De-duplication in itself is easy to understand – optimised storage capacity usage by eliminating duplicated data. However the devil is in understanding the different technologies, techniques and implementations in the market and relating these to customers specific needs.
Instead of storing data multiple times, de-duplication enables the data to be stored once and uses that single instance as a reference. The techniques used to do this vary. For instance, we could look for complete files which are the same, and only when these are a complete match with each other, is a single instance created.
Alternatively we could look at files which are basically similar (for example revisions of a draft document) and create a single instance of a master file only saving the byte level differences between this and subsequent files. So which of these approaches is best? As always, the answer is not straightforward.
If we look at the first of these – working at a file level, rather than a byte level, there are well established techniques such as CAS – Content Addressable Storage. With this approach the contents of the file are put through a mathematical mincer and the end product is a unique identifier which is attached to the file.
If exactly the same file exists somewhere else in the system, the mathematical mincer will produce exactly the same identifier – indicating a duplicate file which can be made into a single instance.
Using this approach, every time a spelling mistake is corrected, or punctuation is added to a document, a new identifier would be created and both versions of the document stored.
The result is that where files are constantly changing, the saving in storage capacity that can be achieved with CAS is fairly minimal. So why do we have it at all?
The answer is – for archives. When a file is archived it is normally for long term storage and is likely only to be referenced rather than changed. After all, changing the archives is like re-writing history.
This aspect of CAS is also a way to ensure that archived records are not tampered with (as might be a temptation in a company facing significant legislative challenge) as any change will produce a new identifier and will be seen as a changed file.
This is where the second technique, byte level deduplication, comes in. At this level the mathematical mincer changes, and this time it is looking for differences between files at a byte level.
Going back to our previous example of a document where a spelling or punctuation change has been made, the byte level deduplication would recognise and store only the minor changes that have been made to the original document.
This is an effective approach to minimising the storage capacity consumed, but does not give change tracking such as CAS delivers. However, where ‘live’ data is being used, this approach is far and away the most effective for an enterprise environment, but the challenge is that it consumes much more processing power to achieve.
On the face of it, this would go a long way towards saving expensive primary storage capacity. However, the reality is that in most primary storage environments the emphasis is on performance rather than saving disk capacity and any performance overhead (such as the mathematics to determine duplication) are seen an inhibitor to speed of delivery.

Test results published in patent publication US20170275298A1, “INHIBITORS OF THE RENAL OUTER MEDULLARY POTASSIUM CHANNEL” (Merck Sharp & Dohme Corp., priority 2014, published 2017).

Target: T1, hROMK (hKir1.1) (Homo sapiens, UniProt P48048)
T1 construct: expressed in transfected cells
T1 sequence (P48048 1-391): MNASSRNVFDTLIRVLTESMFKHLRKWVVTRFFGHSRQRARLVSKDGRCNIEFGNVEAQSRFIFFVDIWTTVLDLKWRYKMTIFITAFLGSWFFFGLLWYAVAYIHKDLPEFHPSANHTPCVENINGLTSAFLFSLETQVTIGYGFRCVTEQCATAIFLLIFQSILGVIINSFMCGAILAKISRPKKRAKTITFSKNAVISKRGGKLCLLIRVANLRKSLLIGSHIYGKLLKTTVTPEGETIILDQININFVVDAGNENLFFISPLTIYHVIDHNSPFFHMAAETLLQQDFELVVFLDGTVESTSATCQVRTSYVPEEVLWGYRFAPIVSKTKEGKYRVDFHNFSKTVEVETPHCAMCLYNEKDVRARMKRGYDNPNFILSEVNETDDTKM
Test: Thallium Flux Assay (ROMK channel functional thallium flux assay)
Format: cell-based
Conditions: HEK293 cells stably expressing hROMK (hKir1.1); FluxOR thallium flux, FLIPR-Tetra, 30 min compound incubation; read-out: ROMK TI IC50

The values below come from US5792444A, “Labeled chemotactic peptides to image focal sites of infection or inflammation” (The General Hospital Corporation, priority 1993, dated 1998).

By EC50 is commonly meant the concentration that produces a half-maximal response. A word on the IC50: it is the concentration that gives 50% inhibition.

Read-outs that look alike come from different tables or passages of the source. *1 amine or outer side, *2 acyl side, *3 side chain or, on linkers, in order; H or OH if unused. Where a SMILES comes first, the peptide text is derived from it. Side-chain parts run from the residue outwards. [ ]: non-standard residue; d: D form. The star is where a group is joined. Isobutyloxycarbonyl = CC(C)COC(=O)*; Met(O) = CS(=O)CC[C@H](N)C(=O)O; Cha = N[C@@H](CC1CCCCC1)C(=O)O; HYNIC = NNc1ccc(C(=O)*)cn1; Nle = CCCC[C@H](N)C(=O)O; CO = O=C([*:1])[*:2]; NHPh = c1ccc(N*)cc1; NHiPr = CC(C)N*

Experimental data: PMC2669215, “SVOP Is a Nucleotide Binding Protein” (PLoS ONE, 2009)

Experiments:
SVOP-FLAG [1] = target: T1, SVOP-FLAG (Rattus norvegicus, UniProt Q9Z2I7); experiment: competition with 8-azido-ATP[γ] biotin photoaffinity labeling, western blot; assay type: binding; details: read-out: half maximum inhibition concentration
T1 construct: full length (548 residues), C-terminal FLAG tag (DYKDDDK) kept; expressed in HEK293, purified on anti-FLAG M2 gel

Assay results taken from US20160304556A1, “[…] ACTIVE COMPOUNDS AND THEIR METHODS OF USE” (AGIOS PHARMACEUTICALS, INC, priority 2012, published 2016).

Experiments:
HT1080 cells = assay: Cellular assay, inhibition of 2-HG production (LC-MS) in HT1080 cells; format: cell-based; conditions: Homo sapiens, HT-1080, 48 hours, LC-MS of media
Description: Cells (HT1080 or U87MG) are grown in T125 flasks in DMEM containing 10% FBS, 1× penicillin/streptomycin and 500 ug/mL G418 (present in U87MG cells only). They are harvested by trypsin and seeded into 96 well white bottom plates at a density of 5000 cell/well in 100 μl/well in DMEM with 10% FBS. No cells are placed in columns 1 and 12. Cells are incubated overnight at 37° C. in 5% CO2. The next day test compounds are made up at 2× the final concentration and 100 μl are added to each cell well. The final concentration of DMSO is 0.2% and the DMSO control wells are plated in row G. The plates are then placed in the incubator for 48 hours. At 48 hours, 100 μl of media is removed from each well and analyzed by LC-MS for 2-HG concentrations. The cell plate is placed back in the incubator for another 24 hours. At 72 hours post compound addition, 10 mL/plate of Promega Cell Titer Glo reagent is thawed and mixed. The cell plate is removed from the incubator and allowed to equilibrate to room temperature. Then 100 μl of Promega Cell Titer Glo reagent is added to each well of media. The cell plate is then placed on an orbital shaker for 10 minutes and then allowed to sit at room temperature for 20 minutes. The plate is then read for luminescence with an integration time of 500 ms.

Additionally, the lifecycle of primary data can be fleeting (minutes or even seconds) so going through deduplication may be an unnecessary process. As a result, today, with a few evolving exceptions, byte level deduplication is aimed at the backup environment.
Another key option to consider is where in the data centre we implement deduplication? This doesn’t sound too important, but it is a raging argument among the vendors in this part of the industry.
Some approaches have implemented deduplication for backup with a software ‘agent’ loaded onto each application processor which undertakes backup. This spreads the load of the deduplication processing requirement across the processing power of all the servers involved – but crucially must interact correctly and effectively with the existing backup software packages loaded onto the servers.
The upside of this deduplication implementation at source is that the process is completed before any data is sent to the storage devices, minimising the data transfers between server and storage.
The downside, is that encountered by any agent based strategy, the agent must stay compatible with server software. This means that any software upgrade or change on any server creates a potential for incompatibility and adds to the management task for the server administrators.
The alternative approach is to have a dedicated platform in the backup path which handle deduplication ‘on the fly’. This effectively centralises the process.
The benefits here are that the platform, not the servers, delivers the processing power for the deduplication and because it requires no changes to the server software, it is effectively transparent to the user. Some storage vendors are taking up the idea of embedding these functions in their storage devices – though none appear to exist yet.
In many ways this endorses the in-line platform as the most elegant solution, because all they are doing is maintaining the in-line dedicated platform, but locating it in the storage device.
Whichever approach eventually becomes the dominant implementation, as the data deluge continues to accelerate, deduplication will rapidly become a core element of any data centre’s storage strategy.
It is not only the storage capacity savings that are attractive, but also the support deduplication can offer for compliance (only one instance of a file makes it easier to manage, protect and delete as required) that will continue to drive this market.